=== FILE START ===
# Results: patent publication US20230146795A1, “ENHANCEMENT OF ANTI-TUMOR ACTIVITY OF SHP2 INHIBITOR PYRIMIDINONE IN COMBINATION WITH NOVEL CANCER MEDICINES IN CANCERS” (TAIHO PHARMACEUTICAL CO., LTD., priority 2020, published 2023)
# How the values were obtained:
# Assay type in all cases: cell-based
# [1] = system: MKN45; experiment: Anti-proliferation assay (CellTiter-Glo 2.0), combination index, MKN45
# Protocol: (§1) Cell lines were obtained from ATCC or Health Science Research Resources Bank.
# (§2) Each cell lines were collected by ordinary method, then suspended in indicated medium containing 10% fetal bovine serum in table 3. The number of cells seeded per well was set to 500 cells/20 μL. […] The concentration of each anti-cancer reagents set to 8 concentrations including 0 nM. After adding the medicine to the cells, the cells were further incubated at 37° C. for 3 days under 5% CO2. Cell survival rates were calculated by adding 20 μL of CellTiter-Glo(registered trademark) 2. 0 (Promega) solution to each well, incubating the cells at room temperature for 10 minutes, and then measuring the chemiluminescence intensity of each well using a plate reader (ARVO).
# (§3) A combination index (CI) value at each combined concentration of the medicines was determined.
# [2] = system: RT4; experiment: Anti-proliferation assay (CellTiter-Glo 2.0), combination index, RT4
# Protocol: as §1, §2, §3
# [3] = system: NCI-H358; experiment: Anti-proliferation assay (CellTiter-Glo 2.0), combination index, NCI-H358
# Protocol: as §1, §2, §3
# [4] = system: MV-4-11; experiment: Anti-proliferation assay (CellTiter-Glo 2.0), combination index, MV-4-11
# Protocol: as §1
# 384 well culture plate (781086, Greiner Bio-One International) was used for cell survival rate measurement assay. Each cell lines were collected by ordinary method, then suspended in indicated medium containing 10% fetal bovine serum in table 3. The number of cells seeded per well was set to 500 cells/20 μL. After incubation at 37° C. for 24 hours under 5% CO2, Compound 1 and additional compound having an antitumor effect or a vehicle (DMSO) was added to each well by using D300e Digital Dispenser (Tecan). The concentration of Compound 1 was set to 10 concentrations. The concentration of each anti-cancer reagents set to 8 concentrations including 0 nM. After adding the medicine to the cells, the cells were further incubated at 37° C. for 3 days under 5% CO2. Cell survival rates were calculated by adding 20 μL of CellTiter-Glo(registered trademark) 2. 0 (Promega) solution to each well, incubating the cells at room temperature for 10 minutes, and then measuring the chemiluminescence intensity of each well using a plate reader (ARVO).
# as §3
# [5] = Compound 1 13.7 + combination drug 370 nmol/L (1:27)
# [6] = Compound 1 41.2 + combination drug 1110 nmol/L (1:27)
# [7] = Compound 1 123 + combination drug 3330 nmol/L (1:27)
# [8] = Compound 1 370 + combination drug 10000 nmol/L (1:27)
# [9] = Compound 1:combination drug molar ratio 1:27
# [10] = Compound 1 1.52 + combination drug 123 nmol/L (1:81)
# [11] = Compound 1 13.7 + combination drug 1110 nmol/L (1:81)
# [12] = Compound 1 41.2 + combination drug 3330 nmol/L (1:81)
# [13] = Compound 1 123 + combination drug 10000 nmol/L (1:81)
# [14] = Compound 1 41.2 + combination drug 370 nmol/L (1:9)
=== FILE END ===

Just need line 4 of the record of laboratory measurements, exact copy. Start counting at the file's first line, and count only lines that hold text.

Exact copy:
# [1] = system: MKN45; experiment: Anti-proliferation assay (CellTiter-Glo 2.0), combination index, MKN45